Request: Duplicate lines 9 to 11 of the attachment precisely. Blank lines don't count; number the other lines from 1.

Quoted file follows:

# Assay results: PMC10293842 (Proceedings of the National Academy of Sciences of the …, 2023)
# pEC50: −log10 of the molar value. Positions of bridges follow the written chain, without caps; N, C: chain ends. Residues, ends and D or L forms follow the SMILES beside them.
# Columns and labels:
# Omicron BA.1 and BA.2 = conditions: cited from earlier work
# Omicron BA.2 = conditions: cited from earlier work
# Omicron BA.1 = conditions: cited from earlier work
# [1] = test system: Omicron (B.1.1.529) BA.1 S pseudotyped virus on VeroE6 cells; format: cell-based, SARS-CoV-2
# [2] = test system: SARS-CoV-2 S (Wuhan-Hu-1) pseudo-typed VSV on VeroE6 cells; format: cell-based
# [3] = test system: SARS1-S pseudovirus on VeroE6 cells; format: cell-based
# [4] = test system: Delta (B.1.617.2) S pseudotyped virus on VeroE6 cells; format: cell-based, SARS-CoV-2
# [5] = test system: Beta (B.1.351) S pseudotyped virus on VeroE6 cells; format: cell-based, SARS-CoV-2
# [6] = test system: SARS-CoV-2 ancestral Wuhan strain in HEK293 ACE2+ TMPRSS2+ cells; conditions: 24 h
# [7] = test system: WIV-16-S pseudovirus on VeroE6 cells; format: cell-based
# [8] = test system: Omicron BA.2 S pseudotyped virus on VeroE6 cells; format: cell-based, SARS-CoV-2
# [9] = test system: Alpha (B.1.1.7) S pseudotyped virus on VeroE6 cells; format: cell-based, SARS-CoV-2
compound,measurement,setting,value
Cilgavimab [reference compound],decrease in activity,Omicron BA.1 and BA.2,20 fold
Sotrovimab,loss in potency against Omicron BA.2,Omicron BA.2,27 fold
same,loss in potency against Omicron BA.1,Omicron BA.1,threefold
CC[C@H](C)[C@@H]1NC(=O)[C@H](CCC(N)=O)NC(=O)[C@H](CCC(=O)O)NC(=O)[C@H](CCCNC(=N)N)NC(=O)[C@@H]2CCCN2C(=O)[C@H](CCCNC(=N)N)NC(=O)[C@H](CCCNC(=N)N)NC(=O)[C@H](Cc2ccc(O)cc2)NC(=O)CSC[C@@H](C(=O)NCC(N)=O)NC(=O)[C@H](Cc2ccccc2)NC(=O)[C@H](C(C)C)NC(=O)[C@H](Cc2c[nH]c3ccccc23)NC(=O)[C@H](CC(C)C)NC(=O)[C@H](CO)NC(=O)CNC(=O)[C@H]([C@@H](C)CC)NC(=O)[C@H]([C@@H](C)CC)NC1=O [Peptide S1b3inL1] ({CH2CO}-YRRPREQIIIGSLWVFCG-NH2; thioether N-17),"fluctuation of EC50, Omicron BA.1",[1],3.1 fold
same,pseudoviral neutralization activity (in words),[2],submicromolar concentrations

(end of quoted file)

# [3] = test system: SARS1-S pseudovirus on VeroE6 cells; format: cell-based
# [4] = test system: Delta (B.1.617.2) S pseudotyped virus on VeroE6 cells; format: cell-based, SARS-CoV-2
# [5] = test system: Beta (B.1.351) S pseudotyped virus on VeroE6 cells; format: cell-based, SARS-CoV-2